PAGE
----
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CHAPTER I: IN WHAT CONSISTS THE OFFICE OF A WISE MAN

My mouth shall meditate truth, and my lips shall hate wickedness.--PROV. viii. 7.


THE general use which, in the Philosopher’s[1] opinion, should be followed in naming things, has resulted in those men being called wise who direct things themselves and govern them well. Wherefore among other things which men conceive of the wise man, the Philosopher reckons that it belongs to the wise man to direct things.[2] Now the rule of all things directed to the end of government and order must needs be taken from their end: for then is a thing best disposed when it is fittingly directed to its end, since the end of everything is its good. Wherefore in the arts we observe that the art which governs and rules another is the one to which the latter’s end belongs: thus the medical art rules and directs the art of the druggist, because health which is the object of medicine is the end of all drugs which are made up by the druggist’s art. The same may be observed in the art of sailing in relation to the art of ship-building, and in the military art in relation to the equestrian art and all warlike appliances. These arts which govern others are called master-arts (architectonicæ), that is principal arts, for which reason their craftsmen, who are called master-craftsmen (architectores), are awarded the name of wise men. Since, however, these same craftsmen, through being occupied with the ends of certain singular things, do not attain to the universal end of all things, they are called wise about this or that, in which sense it is said (1 Cor. iii. 10): As a wise architect, I have laid the foundation; whereas the name of being wise simply is reserved to him alone whose consideration is about the end of the universe, which end is also the beginning of the universe: wherefore, according to the Philosopher,[3] it belongs to the wise man to consider the highest causes.


Now the last end of each thing is that which is intended by the first author or mover of that thing: and the first author and mover of the universe is an intellect, as we shall prove further on.[4] Consequently the last end of the universe must be the good of the intellect: and this is truth. Therefore truth must be the last end of the whole universe; and the consideration thereof must be the chief occupation of wisdom. And for this reason divine Wisdom, clothed in flesh, declares that He came into the world to make known the truth, saying (Jo. xviii. 37): For this was I born, and for this cause came I into the world, that I should give testimony to the truth. Moreover the Philosopher defines the First Philosophy as being the knowledge of truth,[5] not of any truth, but of that truth which is the source of all truth, of that, namely, which relates to the first principle of being of all things; wherefore its truth is the principle of all truth, since the disposition of things is the same in truth as in being.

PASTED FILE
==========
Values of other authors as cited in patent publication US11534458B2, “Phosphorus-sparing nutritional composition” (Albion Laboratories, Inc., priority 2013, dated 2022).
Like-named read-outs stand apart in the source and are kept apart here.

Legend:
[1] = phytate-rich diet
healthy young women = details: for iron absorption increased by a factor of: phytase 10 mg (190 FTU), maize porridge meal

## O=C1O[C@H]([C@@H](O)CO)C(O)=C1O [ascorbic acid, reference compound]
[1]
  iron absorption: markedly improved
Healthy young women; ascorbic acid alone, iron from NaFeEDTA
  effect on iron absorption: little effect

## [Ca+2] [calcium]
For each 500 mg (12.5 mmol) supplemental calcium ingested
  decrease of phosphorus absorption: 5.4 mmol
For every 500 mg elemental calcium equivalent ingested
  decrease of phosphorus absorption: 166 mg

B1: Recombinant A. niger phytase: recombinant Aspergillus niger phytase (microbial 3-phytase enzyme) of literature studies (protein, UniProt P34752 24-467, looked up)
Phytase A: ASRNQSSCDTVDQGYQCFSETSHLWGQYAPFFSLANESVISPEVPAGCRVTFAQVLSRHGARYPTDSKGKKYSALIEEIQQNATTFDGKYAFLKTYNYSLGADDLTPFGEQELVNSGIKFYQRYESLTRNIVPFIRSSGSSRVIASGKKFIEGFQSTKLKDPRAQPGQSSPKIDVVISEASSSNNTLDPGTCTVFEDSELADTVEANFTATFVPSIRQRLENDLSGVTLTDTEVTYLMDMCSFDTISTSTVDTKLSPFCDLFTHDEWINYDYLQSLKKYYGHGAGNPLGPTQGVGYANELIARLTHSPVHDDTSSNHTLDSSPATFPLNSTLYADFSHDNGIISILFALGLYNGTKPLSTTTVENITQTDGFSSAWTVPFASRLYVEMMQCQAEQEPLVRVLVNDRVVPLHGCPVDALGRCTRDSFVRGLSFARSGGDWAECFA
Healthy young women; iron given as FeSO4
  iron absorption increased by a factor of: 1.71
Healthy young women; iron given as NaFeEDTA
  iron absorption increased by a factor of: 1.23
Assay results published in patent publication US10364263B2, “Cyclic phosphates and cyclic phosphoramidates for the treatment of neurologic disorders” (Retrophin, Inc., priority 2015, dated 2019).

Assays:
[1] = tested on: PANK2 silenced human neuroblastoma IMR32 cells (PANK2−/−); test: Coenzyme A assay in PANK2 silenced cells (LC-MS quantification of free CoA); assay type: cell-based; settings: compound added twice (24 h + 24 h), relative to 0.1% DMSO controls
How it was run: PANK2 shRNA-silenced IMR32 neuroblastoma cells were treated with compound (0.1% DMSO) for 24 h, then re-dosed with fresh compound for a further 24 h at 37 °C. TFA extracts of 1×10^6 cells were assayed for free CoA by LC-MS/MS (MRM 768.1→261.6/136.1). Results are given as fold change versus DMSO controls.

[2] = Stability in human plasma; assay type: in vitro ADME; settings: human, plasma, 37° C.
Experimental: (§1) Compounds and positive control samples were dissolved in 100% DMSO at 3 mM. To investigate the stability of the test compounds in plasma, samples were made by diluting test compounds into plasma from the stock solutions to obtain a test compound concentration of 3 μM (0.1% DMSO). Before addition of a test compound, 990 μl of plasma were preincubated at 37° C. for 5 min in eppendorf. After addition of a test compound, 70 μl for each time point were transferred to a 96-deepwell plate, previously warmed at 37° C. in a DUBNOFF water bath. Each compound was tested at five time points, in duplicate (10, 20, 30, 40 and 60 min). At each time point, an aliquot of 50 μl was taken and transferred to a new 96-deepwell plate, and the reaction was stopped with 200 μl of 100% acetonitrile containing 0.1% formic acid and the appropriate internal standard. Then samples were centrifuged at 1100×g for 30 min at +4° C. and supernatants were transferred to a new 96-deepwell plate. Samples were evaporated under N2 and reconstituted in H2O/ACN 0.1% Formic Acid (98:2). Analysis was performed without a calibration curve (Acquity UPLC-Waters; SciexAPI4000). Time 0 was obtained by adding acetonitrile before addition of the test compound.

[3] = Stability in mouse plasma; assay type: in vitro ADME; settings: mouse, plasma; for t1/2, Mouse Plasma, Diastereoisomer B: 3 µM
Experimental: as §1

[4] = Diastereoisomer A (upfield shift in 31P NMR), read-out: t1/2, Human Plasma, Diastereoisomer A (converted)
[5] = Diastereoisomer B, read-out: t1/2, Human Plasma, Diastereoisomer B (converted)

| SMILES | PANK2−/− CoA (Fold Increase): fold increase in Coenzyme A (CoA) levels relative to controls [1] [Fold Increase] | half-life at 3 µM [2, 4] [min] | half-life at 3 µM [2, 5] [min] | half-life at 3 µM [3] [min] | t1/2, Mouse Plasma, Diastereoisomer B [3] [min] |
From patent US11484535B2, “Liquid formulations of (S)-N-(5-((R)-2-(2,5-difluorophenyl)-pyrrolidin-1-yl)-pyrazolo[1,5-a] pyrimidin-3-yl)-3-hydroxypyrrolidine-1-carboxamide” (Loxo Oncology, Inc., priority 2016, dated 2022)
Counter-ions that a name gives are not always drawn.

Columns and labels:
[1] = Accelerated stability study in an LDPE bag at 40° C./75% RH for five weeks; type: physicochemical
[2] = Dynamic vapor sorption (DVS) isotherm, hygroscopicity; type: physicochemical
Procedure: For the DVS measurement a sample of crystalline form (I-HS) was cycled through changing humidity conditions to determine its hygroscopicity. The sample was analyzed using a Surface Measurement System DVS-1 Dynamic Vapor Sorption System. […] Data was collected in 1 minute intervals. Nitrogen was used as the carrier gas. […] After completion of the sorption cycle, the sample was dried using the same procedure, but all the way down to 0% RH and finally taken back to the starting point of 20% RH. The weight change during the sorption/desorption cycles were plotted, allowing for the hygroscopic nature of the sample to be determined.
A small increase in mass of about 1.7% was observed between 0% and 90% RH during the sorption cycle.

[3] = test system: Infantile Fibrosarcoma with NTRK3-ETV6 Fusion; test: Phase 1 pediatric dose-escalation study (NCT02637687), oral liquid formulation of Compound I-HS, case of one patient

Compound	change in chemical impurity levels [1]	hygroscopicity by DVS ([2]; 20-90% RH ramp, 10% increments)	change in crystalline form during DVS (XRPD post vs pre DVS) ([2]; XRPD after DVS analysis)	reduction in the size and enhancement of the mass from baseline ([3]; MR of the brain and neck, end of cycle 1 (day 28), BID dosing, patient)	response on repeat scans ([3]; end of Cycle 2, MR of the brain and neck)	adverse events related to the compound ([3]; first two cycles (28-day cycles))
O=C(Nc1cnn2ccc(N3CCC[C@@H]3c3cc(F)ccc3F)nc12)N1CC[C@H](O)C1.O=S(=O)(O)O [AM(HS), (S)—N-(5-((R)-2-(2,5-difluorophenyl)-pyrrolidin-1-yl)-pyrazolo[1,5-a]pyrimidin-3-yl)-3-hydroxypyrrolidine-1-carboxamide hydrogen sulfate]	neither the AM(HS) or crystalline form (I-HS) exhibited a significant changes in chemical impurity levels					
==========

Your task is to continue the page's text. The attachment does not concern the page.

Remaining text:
Now it belongs to the same thing to pursue one contrary and to remove the other: thus medicine which effects health, removes sickness. Hence, just as it belongs to a wise man to meditate and disseminate truth, especially about the first principle, so does it belong to him to refute contrary falsehood.


Wherefore the twofold office of the wise man is fittingly declared from the mouth of Wisdom, in the words above quoted; namely, to meditate and publish the divine truth, which antonomastically is the truth, as signified by the words, My mouth shall meditate truth; and to refute the error contrary to truth, as signified by the words, and my lips shall hate wickedness, by which is denoted falsehood opposed to divine truth, which falsehood is contrary to religion that is also called godliness, wherefore the falsehood that is contrary thereto receives the name of ungodliness.



  1. 2 Top. 1. 5.
  2. 1 Metaph. ii. 3.
  3. 1 Metaph. i. 12; ii. 7.
  4. Ch. xliv.; Bk. II., ch. xxiv.
  5. Ia Metaph. i. 4, 5.




Source: St. Thomas Aquinas, The Summa Contra Gentiles, trans. by The English Dominican Fathers from the latest Leonine Edition, Benzinger Brothers: New York, 1924.

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